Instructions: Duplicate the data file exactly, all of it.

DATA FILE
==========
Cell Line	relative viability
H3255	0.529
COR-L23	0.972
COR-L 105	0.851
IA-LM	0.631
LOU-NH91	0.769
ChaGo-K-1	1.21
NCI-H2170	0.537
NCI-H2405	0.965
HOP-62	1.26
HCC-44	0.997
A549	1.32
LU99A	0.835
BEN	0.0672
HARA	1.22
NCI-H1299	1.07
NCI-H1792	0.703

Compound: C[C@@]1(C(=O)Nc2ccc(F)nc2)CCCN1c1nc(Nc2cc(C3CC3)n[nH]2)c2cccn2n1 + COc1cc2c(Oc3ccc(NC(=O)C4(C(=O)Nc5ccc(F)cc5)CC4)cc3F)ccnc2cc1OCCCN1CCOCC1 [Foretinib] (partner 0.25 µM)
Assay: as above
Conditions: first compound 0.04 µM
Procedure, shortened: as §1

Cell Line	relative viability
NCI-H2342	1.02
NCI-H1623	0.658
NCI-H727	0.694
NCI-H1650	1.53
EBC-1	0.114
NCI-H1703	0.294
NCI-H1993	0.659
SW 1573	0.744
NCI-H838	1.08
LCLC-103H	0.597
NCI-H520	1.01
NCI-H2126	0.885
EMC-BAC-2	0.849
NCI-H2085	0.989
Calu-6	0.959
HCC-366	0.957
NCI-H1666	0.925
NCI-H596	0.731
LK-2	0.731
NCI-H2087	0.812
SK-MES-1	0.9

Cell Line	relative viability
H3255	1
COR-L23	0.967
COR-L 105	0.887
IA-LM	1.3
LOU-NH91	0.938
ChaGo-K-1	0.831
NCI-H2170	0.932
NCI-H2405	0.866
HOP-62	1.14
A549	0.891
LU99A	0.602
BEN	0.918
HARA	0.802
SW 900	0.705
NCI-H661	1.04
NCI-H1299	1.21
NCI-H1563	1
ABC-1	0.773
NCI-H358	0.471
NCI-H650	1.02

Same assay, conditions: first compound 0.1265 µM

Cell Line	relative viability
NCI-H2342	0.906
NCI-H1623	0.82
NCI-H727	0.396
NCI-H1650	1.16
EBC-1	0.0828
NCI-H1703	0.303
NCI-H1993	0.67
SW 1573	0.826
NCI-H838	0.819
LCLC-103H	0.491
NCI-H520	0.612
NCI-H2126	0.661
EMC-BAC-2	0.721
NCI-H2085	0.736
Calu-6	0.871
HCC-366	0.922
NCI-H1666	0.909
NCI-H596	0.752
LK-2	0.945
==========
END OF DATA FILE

Cell Line	relative viability
H3255	0.529
COR-L23	0.972
COR-L 105	0.851
IA-LM	0.631
LOU-NH91	0.769
ChaGo-K-1	1.21
NCI-H2170	0.537
NCI-H2405	0.965
HOP-62	1.26
HCC-44	0.997
A549	1.32
LU99A	0.835
BEN	0.0672
HARA	1.22
NCI-H1299	1.07
NCI-H1792	0.703

Compound: C[C@@]1(C(=O)Nc2ccc(F)nc2)CCCN1c1nc(Nc2cc(C3CC3)n[nH]2)c2cccn2n1 + COc1cc2c(Oc3ccc(NC(=O)C4(C(=O)Nc5ccc(F)cc5)CC4)cc3F)ccnc2cc1OCCCN1CCOCC1 [Foretinib] (partner 0.25 µM)
Assay: as above
Conditions: first compound 0.04 µM
Procedure, shortened: as §1

Cell Line	relative viability
NCI-H2342	1.02
NCI-H1623	0.658
NCI-H727	0.694
NCI-H1650	1.53
EBC-1	0.114
NCI-H1703	0.294
NCI-H1993	0.659
SW 1573	0.744
NCI-H838	1.08
LCLC-103H	0.597
NCI-H520	1.01
NCI-H2126	0.885
EMC-BAC-2	0.849
NCI-H2085	0.989
Calu-6	0.959
HCC-366	0.957
NCI-H1666	0.925
NCI-H596	0.731
LK-2	0.731
NCI-H2087	0.812
SK-MES-1	0.9

Cell Line	relative viability
H3255	1
COR-L23	0.967
COR-L 105	0.887
IA-LM	1.3
LOU-NH91	0.938
ChaGo-K-1	0.831
NCI-H2170	0.932
NCI-H2405	0.866
HOP-62	1.14
A549	0.891
LU99A	0.602
BEN	0.918
HARA	0.802
SW 900	0.705
NCI-H661	1.04
NCI-H1299	1.21
NCI-H1563	1
ABC-1	0.773
NCI-H358	0.471
NCI-H650	1.02

Same assay, conditions: first compound 0.1265 µM

Cell Line	relative viability
NCI-H2342	0.906
NCI-H1623	0.82
NCI-H727	0.396
NCI-H1650	1.16
EBC-1	0.0828
NCI-H1703	0.303
NCI-H1993	0.67
SW 1573	0.826
NCI-H838	0.819
LCLC-103H	0.491
NCI-H520	0.612
NCI-H2126	0.661
EMC-BAC-2	0.721
NCI-H2085	0.736
Calu-6	0.871
HCC-366	0.922
NCI-H1666	0.909
NCI-H596	0.752
LK-2	0.945